6:41 pm – It does start with a video, the way all NVIDIA’s big presentations do.
Some spine-tingling music. The rich, casual tones of Peter Coyote rise up, talking about the power of imagination. Beyond possessing a voice that lets you hear the wind blowing across the red barns and well-scrubbed towns of the Midwest, he’s been in a list of movies as tall as a silo. Best factoid: He changed his last name from Cohon after he ingested peyote and saw his footprints as coyote paw prints.
The video focuses on how imagination lets us shape the future. And how it’s given rise to artificial intelligence, which is bringing a world of robotic factories, ultra-safe self-driving cars, and cures for dreaded diseases. Accompanying it initially are gorgeous scenes anticipating the future from Titanfall 2, The Void. And as it shifts to AI’s impact, the visuals shift to Sony’s Asimo robot, robotic machines from Japan’s FANUC and a pretty amazing bionic arm.
“NVIDIA brings them to life with AI computing that turns the ideas of visionaries into life-changing technologies. And sparks our sense of wonder about what comes next.” Great final quote
6:40 pm – Jen-Hsun thanks Gary and introduces a video.
6:39 pm – Gary Shapiro is introduced. He comes on stage. Beaming and welcoming the world to CES.
He calls Jen-Hsun Huang, our CEO, one of the true visionaries of the tech industry. Describes how NVIDIA has moved from gaming to pro graphics to supercomputing and solving great computational problems. He notes that the company has pivoted hard to AI.
Notes that Jensen was ranked one of world’s top CEOs by Harvard Business Review. And says that company was top performer in S&P 500 last year.
6:37 pm – Okay, the official CES video, which will be played at the beginning of all the keynotes, begins to wind down. “CES is a game-changer,” they say.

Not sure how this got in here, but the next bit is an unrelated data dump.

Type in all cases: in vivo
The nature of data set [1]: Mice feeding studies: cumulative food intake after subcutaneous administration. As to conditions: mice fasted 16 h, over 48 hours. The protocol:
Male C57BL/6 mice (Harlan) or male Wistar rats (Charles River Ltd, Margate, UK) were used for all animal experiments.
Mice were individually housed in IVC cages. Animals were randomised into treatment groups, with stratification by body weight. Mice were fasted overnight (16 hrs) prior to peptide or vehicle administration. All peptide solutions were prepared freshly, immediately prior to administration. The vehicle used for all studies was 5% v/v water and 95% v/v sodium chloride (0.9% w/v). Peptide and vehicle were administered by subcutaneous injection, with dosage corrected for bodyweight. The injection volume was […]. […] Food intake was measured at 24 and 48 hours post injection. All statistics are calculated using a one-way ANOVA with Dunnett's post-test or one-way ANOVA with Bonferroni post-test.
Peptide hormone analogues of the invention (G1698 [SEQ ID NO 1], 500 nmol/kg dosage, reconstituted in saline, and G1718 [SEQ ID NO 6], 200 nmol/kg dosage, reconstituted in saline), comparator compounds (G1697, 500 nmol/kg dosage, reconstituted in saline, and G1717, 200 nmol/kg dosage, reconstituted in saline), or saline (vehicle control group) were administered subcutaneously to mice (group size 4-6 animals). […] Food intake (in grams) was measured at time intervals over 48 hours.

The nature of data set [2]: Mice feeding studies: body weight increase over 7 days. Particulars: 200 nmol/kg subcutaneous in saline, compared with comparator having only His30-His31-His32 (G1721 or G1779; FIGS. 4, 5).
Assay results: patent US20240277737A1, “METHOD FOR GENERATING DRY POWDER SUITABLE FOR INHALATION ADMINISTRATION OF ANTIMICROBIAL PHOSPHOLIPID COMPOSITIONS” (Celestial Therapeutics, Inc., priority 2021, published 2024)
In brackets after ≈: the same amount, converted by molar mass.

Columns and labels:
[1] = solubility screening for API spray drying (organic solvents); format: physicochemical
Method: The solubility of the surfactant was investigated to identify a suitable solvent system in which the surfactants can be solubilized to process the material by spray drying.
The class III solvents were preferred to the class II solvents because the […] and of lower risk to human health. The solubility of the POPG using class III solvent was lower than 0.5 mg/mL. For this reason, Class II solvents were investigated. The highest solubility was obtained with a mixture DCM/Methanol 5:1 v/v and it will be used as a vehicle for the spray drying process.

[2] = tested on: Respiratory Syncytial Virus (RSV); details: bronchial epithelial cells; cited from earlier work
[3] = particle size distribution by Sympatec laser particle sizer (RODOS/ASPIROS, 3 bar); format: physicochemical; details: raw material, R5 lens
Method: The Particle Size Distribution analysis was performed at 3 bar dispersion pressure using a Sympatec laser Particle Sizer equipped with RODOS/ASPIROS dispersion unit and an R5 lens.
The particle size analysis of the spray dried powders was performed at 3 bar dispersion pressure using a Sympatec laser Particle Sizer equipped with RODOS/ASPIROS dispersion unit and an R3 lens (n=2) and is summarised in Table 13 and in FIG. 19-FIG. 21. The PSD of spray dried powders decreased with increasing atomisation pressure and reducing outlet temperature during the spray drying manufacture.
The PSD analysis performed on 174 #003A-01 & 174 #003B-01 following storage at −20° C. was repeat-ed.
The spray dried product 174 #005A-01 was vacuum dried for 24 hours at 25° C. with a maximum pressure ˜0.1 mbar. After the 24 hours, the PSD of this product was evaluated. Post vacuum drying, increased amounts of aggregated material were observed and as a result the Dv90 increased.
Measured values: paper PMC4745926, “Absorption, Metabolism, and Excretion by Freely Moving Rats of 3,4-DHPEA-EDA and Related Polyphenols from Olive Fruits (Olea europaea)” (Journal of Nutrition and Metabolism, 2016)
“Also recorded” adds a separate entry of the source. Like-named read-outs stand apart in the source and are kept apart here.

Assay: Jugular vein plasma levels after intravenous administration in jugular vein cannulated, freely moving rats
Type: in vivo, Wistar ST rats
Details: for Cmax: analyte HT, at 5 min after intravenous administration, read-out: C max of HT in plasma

And it’s true, four or five years ago, people were talking about the demise of CES, but it’s only gotten stronger. With new products, like auto, becoming the focus.
6:35 pm – Lights go dark. People put down their cell phones for now. Crane their necks a bit.
The CES opening vid plays. Gary Shapiro, its head, talks about growth over past 50 years from radios and black and white TVs. CES folks says they use a staff of over a thousand to run this thing. Have heard that they book space in the hotels and conference centers something like a decade out ahead of time.
6:32 pm – “We’re about to begin,” we hear.
The music is shifting. A little lighter. CES messaging notes that this is the 50th anniversary of the big show.
6:28 pm – VoG comes up again with a five minute warning. Stay tuned.
6:27 pm – There are some stats from CTA, owner of CES, flashing up on the screen. Says the average tech industry job pays $92K in the U.S. Hope my kids are following this.
6:25 pm – Interesting crowd here. You can tell the reporters, they’re deep in their thin and lights. You can tell the better fed, beefier business types; they’re near the front exchanging new year’s hugs. Toward the back are the enthusiasts. They’re younger, look like they’re having a better time.
6:21 pm – Okay, the VOG as it’s called, aka Voice of God, comes up and gives 10 minute warning. The place is already packed to the gills, back row filled, the sniffer dogs having retreated.
6:15 pm – It’s not like there aren’t other CES keynotes this year. Five other companies have solo slots – Huawei, Nissan, Carnival Cruise Line, Qualcomm and Under Armor.
But the opening keynote’s the one folks keep their eyes on. For more than a decade Microsoft, with Bill Gates and, later, Steve Ballmer, kicked things off. More recently, it’s been passed between Intel, Qualcomm and Samsung.
But you can see NVIDIA’s ambitions here. Consider the screen. It’s an undulating stretch, 180-degree across, as long as a football field, 14-feet high at its peak.
6:13 pm – Looks like the new year may have started.
Here at CES in Vegas, there are 175,000 attendees, and something like 9,000 reporters.
To be specific, we’re in a yawning ballroom at the faux-Italianate Venetian Hotel – perched above its fake canals, with fake gondoliers sporting real horizontal striped shirts.
About 3,000 CES attendees are here for the opening keynote.
NVIDIA CEO Jen-Hsun Huang will get things rolling at CES 2017, in Las Vegas, tonight at 6:30 pm Pacific.
We won’t spoil any of the CES surprises. But stay tuned. We’ll be live blogging throughout the event. Hit refresh on your browser for updates.